Innovating the Live Seafood Supply Chain

New technologies eliminate costly air freight to distant markets

For all their hard shells and tough appearance, lobsters are fragile animals that become stressed from excessive handling, proximity to other lobsters, and fluctuations in temperature, oxygen and other aspects of their environment. This stress has a negative effect on their health. Existing methods to handle, store and transport live lobster often result in high rates of mortality and weak, poor quality lobster delivered to export markets. This is reflected in lower pricing and lost value throughout the supply chain.

In addition, harvesters in regions with relatively warm, shallow water send most of their catch to processors instead of the live product markets where they would get the highest value. To access live export markets, the warm shallow water means large amounts of water need to be treated and cooled for long term lobster storage. The energy expense makes it impractical to do so.

Yet despite these challenges, lobster and crab have surpassed tyres as Nova Scotia’s largest export, valued at $1.2 billion in 2015. This is largely driven by growing demand from overseas markets that are only accessible by air freight. Being packed in dry-ice and subjected to temperature extremes while awaiting the long expensive flight to Europe or Asia is less than ideal.

These and other factors have led Atlantic Canada entrepreneurs to develop a range of solutions. They have developed the means to manage and monitor the lobster’s environment from the point it is harvested to the point at which it is delivered to the customer, ensuring optimal health and quality. This is no small task, as it requires changes to the way lobsters are handled, stored, shipped and tracked. BioApplied support innovative companies bringing positive change to the industry, including BioNovations, LiveShip Global Seafood Logistics (LiveShip), and Sedna Technologies, all based in Atlantic Canada.

BioNovations was formed in 2005, but the company founders have been involved in the fishing industry for over 50 years. The Boudreau’s draw on their extensive experience to tackle industry issues through innovation. BioNovations have developed a highly efficient, integrated supply chain system for long term storage and transport of live lobster, called Traystor®. Traystor® uses specially designed crates that drastically reduce the volume of water needed to keep the lobster alive and healthy, reducing the energy cost required to induce hibernation.

The crates come with inserts that hold each lobster vertically in individual compartments instead of the usual communal setting, optimizing the flow of oxygenated water and eliminating the opportunity for conflict-related damage and stress. The crates can be moved directly from the boat to the purging and long term holding systems, then to a specialized container system for transport to the customer. Now, a lobster is handled only once, at sea, when it first enters the boat and is placed in the tray.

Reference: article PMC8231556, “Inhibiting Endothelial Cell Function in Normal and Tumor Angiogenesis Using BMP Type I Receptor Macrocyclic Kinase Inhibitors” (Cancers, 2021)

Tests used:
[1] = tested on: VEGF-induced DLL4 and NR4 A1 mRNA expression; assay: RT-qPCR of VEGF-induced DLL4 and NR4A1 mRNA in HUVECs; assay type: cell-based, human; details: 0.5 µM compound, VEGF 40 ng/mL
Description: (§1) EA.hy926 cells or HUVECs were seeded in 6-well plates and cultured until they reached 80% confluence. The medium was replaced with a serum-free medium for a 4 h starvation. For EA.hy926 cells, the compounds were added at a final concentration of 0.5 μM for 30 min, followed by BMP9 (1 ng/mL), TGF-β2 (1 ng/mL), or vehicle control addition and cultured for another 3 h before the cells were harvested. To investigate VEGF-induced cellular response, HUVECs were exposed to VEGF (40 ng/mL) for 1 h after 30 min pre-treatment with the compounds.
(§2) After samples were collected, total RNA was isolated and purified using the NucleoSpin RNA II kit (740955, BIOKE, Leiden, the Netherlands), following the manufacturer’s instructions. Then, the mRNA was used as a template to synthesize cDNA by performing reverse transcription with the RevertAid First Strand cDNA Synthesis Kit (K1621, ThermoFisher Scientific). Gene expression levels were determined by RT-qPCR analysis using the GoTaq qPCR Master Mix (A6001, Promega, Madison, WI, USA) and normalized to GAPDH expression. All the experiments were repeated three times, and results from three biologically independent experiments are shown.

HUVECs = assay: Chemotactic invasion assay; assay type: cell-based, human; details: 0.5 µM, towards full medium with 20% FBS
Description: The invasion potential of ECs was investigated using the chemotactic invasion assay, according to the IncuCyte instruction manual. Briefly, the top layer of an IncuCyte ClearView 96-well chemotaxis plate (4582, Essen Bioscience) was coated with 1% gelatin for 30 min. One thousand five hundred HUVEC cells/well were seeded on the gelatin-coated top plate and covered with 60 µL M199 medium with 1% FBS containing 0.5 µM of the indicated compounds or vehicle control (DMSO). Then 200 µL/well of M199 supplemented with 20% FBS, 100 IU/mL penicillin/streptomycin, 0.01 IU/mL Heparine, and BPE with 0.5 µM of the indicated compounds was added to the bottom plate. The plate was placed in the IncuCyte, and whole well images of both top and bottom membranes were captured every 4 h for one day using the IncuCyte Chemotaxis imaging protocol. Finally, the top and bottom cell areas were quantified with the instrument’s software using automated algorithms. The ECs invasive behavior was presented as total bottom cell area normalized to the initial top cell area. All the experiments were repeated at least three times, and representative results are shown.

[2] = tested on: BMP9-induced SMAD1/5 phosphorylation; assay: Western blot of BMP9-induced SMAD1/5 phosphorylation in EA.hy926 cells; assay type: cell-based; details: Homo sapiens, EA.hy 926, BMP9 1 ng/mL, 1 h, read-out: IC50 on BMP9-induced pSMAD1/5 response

BioNovations’ Traystor® technology is also engineered into shipping containers. LiveShip Global Seafood Logistics, founded by second-generation seafood business veterans Jim and Allan Gillis, have partnered with BioNovations for this purpose. The shipping containers will allow live lobster and snow crab to be shipped long distances by land and sea, as the live products optimal health and well-being can now be managed for long periods of time. This will significantly reduce the transport cost per pound (not to mention the reduction of greenhouse gas emissions).

Sedna Technologies, founded by Sheamus MacDonald and Aleksandr Stabenow, is tackling another aspect of the live lobster export market; traceability and marketability. Sheamus has been a commercial fisherman for 15 years, and holds degrees in Aquatic Resources Management and Marine Studies; Fisheries Resource Management from St. FX University and Memorial University, respectively. Aleksandr holds a BBA from St. FX and has experience in digital strategy and the traceability of coffee, honey and other products.

The company is taking an innovate approach in applying technology and fracking concepts from other industries to live lobster. Using their licensed hardware and proprietary software, Sedna has the ability to monitor the environmental conditions of the lobster in transit, so that appropriate action can be taken if certain parameters fall outside established thresholds. If, during storage or transit, the temperature of the lobster environment rises, a truck driver or technician can be notified to fix the problem before the shipment is lost or damaged. It also includes real-time GPS tracking, so the shipper knows when the product arrives at the customer, and a crate-level RFID tag for tracking its movement in and out of the facility.

The RFID tag also shows where, when, and by whom the lobster in that create was caught, and Sedna has developed an immutable band that shows the same information for a specific lobster. This suite of information removes uncertainty and risk from the supply chain, providing confidence and accountability for the shipper, the customer and the marketplace as a whole. By utilizing Sedna’s technology, the marketplace will know which harvesters and suppliers provide a higher quality product.

The firms mentioned here, as well as others, are in the process of commercializing their respective technologies. Each technology provides a stand-alone improvement to the industry. When these technologies are combined and integrated into the supply chain, they make a compelling new standard by which harvesters, marketers, and export customers will greatly benefit. It is fitting that Atlantic Canada, with a rich fishing heritage, are taking the lead to bring these home-grown innovations to market.

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